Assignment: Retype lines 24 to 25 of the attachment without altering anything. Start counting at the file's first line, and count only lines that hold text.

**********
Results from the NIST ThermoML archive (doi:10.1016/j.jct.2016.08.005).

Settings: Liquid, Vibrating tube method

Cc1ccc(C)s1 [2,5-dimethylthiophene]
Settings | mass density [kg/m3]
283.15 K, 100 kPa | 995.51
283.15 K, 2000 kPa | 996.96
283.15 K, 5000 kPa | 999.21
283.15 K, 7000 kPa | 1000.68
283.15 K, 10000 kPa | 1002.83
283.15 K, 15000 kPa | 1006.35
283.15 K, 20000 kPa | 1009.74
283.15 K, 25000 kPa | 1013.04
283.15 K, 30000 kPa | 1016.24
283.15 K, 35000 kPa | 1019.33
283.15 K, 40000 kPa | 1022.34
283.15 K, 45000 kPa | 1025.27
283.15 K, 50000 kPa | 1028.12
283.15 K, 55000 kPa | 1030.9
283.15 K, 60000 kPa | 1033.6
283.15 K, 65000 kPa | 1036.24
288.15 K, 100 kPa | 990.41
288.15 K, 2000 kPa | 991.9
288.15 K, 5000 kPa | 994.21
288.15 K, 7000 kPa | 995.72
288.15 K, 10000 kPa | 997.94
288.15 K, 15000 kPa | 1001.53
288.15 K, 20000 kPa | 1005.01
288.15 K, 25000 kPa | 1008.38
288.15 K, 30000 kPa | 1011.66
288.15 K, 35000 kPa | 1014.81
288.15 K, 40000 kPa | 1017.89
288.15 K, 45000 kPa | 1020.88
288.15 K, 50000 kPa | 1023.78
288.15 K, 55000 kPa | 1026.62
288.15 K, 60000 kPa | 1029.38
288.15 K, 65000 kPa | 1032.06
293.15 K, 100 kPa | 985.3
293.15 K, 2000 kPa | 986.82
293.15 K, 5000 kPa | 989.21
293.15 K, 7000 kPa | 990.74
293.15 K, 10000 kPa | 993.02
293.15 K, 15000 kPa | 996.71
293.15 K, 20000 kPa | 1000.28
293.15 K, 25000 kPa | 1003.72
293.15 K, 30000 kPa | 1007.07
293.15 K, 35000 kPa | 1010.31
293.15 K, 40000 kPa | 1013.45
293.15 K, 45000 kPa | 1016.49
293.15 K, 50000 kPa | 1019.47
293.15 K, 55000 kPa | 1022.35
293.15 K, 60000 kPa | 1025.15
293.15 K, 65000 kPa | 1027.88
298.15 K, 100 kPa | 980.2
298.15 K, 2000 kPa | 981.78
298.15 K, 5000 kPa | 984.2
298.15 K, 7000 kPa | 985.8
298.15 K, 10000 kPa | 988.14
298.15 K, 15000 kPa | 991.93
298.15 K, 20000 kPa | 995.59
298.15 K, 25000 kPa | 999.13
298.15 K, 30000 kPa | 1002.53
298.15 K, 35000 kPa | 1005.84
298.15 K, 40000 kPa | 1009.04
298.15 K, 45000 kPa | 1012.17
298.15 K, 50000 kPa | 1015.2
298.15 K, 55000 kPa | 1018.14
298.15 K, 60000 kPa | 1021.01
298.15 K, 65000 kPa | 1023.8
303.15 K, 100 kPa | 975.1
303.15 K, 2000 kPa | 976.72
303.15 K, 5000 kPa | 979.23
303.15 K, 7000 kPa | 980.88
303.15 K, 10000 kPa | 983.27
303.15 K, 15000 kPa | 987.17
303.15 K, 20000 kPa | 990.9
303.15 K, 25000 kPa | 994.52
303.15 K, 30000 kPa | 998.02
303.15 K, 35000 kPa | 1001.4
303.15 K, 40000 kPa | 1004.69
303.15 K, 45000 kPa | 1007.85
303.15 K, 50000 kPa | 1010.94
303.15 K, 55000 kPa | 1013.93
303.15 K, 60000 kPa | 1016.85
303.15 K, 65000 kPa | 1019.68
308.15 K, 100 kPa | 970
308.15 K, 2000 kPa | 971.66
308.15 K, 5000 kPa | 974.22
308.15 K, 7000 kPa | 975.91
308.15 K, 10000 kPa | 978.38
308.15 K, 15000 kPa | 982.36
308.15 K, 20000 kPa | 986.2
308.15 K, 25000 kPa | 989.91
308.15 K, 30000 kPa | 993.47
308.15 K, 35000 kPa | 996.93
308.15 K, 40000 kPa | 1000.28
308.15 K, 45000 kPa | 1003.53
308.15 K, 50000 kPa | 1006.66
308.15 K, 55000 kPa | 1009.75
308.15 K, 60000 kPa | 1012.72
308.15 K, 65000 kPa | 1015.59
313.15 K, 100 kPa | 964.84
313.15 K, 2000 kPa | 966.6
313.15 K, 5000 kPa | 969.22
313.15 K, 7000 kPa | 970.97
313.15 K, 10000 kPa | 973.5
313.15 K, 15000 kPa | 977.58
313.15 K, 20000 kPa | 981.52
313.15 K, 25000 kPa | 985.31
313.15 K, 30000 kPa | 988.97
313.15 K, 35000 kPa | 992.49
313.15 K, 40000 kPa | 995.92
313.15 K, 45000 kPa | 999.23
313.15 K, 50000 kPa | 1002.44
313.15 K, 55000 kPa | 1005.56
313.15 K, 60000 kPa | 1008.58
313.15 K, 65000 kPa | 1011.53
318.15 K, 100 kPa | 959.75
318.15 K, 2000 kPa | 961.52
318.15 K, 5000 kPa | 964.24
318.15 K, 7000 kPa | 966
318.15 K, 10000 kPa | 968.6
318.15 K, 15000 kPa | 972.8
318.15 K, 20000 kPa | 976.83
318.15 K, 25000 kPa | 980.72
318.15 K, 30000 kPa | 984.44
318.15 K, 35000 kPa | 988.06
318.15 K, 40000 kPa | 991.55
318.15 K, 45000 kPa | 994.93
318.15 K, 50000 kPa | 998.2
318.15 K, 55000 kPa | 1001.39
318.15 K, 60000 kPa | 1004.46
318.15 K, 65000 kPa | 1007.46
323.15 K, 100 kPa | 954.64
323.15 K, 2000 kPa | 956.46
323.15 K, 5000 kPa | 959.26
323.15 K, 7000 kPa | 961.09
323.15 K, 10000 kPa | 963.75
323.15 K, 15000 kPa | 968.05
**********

288.15 K, 7000 kPa | 995.72
288.15 K, 10000 kPa | 997.94